Tri-Pacer on Floats

Senior Editor Pia Bergqvist gets her seaplane ticket in Alaska.

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Senior Editor Pia Bergqvist recently completed her seaplane training in this Tri-Pacer on floats.
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She logged seven hours of training over two days before taking her check ride.
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"Getting my seaplane rating was one of the most exhilarating experiences I've had in the dozen or so years I've spent flying around in little airplanes," Pia said.
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She completed her training at Alaska Floats & Skis, set in the idyllic touristy village of Talkeetna in the pristine flatlands below Mount McKinley.
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There are no aerial maneuvers required for the add-on seaplane rating. But with all the extra drage created by the floats, the airplane behaves quite differently compared with a conventional airplane.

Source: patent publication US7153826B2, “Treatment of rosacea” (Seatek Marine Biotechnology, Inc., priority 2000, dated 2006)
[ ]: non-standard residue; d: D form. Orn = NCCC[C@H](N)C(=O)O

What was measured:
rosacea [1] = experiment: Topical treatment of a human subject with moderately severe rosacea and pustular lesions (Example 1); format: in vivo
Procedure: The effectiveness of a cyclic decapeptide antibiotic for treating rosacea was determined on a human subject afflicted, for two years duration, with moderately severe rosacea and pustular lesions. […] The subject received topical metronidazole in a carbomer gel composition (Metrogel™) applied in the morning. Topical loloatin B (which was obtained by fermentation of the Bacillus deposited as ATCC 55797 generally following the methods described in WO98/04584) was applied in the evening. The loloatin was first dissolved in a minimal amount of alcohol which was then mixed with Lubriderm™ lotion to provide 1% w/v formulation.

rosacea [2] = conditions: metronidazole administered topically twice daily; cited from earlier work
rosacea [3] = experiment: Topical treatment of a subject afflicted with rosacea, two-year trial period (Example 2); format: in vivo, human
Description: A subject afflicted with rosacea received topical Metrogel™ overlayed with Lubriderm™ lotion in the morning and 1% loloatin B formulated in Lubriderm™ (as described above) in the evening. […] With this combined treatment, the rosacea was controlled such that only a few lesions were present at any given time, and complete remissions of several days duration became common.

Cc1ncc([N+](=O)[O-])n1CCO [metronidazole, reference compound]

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The airplane is not only significantly slower, but also requires a great deal of right rudder.
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The water rudder handle is located on the floor near the manual flaps.
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Water rudders at the aft portion of the floats help steer the seaplane in the water.
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They must be retracted, however, prior to takeoff.
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For more, check out Pia's feature, "Seaplane Rating, Alaska Style."